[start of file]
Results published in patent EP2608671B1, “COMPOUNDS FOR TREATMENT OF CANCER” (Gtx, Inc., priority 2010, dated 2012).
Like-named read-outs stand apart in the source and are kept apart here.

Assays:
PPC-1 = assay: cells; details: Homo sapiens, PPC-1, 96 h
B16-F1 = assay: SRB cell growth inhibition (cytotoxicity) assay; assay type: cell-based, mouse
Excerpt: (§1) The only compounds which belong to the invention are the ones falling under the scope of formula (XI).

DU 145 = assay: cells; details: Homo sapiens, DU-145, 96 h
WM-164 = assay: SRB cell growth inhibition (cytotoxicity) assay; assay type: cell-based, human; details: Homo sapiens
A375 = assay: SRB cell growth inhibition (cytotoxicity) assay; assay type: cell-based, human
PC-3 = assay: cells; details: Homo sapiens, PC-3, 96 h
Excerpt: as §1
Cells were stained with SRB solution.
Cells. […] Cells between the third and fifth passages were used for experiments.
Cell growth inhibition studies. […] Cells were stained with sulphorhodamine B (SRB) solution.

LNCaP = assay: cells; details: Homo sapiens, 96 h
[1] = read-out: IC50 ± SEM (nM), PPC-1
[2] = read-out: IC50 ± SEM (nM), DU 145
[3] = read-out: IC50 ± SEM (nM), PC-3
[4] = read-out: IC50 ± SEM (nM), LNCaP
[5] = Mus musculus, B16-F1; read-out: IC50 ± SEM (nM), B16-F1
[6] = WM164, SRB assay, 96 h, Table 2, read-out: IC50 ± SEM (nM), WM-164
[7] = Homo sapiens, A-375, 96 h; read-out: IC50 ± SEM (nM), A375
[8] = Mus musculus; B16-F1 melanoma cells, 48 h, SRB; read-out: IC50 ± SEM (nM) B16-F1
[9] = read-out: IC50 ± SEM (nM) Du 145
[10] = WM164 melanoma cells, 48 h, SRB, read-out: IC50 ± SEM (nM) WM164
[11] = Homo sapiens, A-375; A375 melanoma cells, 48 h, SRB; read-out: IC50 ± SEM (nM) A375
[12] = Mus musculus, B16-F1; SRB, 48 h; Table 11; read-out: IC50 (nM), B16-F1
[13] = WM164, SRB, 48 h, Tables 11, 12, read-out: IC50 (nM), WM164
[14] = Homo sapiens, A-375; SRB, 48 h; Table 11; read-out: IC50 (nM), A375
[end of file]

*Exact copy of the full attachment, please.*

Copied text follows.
Results published in patent EP2608671B1, “COMPOUNDS FOR TREATMENT OF CANCER” (Gtx, Inc., priority 2010, dated 2012).
Like-named read-outs stand apart in the source and are kept apart here.

Assays:
PPC-1 = assay: cells; details: Homo sapiens, PPC-1, 96 h
B16-F1 = assay: SRB cell growth inhibition (cytotoxicity) assay; assay type: cell-based, mouse
Excerpt: (§1) The only compounds which belong to the invention are the ones falling under the scope of formula (XI).

DU 145 = assay: cells; details: Homo sapiens, DU-145, 96 h
WM-164 = assay: SRB cell growth inhibition (cytotoxicity) assay; assay type: cell-based, human; details: Homo sapiens
A375 = assay: SRB cell growth inhibition (cytotoxicity) assay; assay type: cell-based, human
PC-3 = assay: cells; details: Homo sapiens, PC-3, 96 h
Excerpt: as §1
Cells were stained with SRB solution.
Cells. […] Cells between the third and fifth passages were used for experiments.
Cell growth inhibition studies. […] Cells were stained with sulphorhodamine B (SRB) solution.

LNCaP = assay: cells; details: Homo sapiens, 96 h
[1] = read-out: IC50 ± SEM (nM), PPC-1
[2] = read-out: IC50 ± SEM (nM), DU 145
[3] = read-out: IC50 ± SEM (nM), PC-3
[4] = read-out: IC50 ± SEM (nM), LNCaP
[5] = Mus musculus, B16-F1; read-out: IC50 ± SEM (nM), B16-F1
[6] = WM164, SRB assay, 96 h, Table 2, read-out: IC50 ± SEM (nM), WM-164
[7] = Homo sapiens, A-375, 96 h; read-out: IC50 ± SEM (nM), A375
[8] = Mus musculus; B16-F1 melanoma cells, 48 h, SRB; read-out: IC50 ± SEM (nM) B16-F1
[9] = read-out: IC50 ± SEM (nM) Du 145
[10] = WM164 melanoma cells, 48 h, SRB, read-out: IC50 ± SEM (nM) WM164
[11] = Homo sapiens, A-375; A375 melanoma cells, 48 h, SRB; read-out: IC50 ± SEM (nM) A375
[12] = Mus musculus, B16-F1; SRB, 48 h; Table 11; read-out: IC50 (nM), B16-F1
[13] = WM164, SRB, 48 h, Tables 11, 12, read-out: IC50 (nM), WM164
[14] = Homo sapiens, A-375; SRB, 48 h; Table 11; read-out: IC50 (nM), A375